CE Diversity Day


How is diversity more than superficial groups?

Diversity is more than skin color, ethnicity, or gender. Through our morning exercise, where we were asked to stand if we identified with various statements, we learned that diversity is not readily seen. Whether we were born into upper class or poor families, considered ourselves gay, straight, cis, or nonbinary, had a disability of some sort—many of these identifiers are invisible, but each person was his or her own unique identity. Except Cindy and me, who are basically the same person.

What contributions have refugees and new Americans made to the community? What is life like for those who relocate to our country and region?

Refugees and immigrants have enriched the tapestry that is Western New York in myriad ways. Through food, music, language, religion, and other cultural assets, new Americans add to the diversity of our region. Not to mention the enormous economic impact they’ve had on our region.

While there are a number of organizations that help ease the way for new Americans, it’s still a struggle for many. The language barrier is huge, as is the transition into the workforce. People who were professionals in their country of origin often do not have the necessary paperwork or certification to recreate their jobs in the US. In locations where people have fled war and violence or where the technology or infrastructure is lacking, those documents have been destroyed or are impossible to access now.

What are the different privileges held in society, and how can we help others when we benefit from those privileges?

Membership has its privileges, especially if you’re in the white, straight, non-poor male club. Some of those club members in our class expressed guilt over their accident of privileged birth, but we learned that is neither necessary nor useful. Anyone can extend their own privilege to someone who does not share it. Becoming an ally and helping to ensure that all have access to resources is the ultimate goal in our shared humanity.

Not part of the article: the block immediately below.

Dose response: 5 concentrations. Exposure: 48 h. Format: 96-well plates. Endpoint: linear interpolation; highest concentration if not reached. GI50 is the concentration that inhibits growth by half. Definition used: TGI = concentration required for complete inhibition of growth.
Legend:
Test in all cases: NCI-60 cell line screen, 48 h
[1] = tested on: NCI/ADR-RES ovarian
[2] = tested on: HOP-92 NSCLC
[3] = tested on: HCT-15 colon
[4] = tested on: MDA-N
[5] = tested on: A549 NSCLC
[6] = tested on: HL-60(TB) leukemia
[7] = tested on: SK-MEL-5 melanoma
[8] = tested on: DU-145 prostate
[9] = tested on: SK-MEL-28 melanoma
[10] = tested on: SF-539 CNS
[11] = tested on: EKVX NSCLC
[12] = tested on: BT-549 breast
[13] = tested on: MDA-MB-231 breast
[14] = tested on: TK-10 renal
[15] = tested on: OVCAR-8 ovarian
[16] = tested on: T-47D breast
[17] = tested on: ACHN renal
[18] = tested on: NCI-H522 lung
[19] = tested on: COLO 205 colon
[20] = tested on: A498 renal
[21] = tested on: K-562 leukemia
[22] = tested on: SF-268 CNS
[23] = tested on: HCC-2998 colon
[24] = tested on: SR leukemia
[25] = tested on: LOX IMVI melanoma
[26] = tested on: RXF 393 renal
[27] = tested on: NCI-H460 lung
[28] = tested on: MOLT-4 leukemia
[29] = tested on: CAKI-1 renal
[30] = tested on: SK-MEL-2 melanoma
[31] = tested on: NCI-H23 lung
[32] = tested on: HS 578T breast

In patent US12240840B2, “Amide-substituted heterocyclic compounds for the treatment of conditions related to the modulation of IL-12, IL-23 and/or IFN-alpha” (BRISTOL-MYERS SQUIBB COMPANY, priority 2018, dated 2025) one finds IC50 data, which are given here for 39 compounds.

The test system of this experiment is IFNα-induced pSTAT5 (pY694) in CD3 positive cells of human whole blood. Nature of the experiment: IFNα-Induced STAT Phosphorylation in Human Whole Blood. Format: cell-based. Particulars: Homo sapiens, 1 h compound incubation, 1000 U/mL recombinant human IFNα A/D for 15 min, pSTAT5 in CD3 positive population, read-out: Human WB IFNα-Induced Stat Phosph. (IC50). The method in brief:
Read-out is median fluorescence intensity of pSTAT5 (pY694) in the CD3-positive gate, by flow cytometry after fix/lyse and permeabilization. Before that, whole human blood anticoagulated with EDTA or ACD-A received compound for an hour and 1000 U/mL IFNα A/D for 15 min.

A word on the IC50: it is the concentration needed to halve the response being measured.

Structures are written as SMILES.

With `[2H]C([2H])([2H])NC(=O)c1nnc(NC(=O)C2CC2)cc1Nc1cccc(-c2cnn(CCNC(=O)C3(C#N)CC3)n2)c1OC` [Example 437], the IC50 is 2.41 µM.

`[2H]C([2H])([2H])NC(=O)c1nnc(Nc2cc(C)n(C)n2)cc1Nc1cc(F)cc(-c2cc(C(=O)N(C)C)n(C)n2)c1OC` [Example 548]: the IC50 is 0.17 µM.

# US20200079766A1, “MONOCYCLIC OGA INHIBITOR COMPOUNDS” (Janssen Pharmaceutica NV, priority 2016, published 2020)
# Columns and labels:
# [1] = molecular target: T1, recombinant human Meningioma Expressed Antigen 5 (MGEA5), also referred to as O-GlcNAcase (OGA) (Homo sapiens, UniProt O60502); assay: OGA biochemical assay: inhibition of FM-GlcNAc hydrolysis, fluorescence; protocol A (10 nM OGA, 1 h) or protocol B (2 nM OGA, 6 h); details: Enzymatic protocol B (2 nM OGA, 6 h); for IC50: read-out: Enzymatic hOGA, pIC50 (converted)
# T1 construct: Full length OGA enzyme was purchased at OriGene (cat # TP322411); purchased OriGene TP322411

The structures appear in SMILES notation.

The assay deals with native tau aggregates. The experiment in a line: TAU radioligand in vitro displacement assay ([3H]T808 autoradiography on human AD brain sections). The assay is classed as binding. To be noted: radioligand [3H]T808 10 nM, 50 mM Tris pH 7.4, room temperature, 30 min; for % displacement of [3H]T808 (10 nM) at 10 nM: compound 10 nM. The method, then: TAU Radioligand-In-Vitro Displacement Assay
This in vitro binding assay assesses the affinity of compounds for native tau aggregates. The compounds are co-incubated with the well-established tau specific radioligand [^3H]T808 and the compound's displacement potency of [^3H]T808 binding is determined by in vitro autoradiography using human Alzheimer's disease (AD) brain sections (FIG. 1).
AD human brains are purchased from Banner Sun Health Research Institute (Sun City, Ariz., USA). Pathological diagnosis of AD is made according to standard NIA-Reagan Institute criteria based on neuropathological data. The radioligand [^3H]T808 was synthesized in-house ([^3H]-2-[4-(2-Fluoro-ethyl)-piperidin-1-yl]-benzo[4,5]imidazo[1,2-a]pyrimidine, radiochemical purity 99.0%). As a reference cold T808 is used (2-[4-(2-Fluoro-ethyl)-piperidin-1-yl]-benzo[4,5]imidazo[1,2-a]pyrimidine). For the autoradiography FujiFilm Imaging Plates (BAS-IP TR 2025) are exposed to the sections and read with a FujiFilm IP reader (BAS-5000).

Equality does not equal equity—there is no level playing field. Allyship means being willing to stand with someone who doesn’t have what you have because you are able to do so. Sometimes that means just being there and shutting up.

What about this day affected you the most?

Personally, the morning discussion circle affected me the most. The facilitated discussion revealed a lot about our own unacknowledged privileges, fears, and biases. I appreciate the effort made to ensure that everyone was able to share his or her story.

We talked about how people’s perceptions of immigrants have changed, though both views are stereotypes. It used to be “Immigrants work hard.” Now it seems to be “Immigrants just take.” I’d like to emphasize that human beings are not “illegal.”

How can we, as leaders in the community, work to improve diversity in WNY?

Actively seeking out diversity when hiring or promoting employees is a start. Listening to and respecting different viewpoints is key, as well as evaluating our own values and attitudes. Advocate for other human beings. Support a person to show others that he or she is supported. Include people whose labor and accomplishments are unseen and make it an essential responsibility to be less homogeneous. Going to different houses of worship with your kids or on your own can help you appreciate and expose you and future generations to diversity.

Based on your day, what was the biggest challenge in diversity in Buffalo now?

Unless you are actively involved in diversity issues and advocacy, it seems like you are caught in your own silo. So many services are available and so many more are needed. Lifting people out of poverty and providing funding for services remains a huge need across the spectrum of diversity.

How does the servant leadership trait of awareness apply to this day session?

We learned that as important as it is to be aware of and respect people’s unique situations and identities, it’s just as important to be aware of—and check—our own privilege and biases. It’s an ongoing, lifelong process.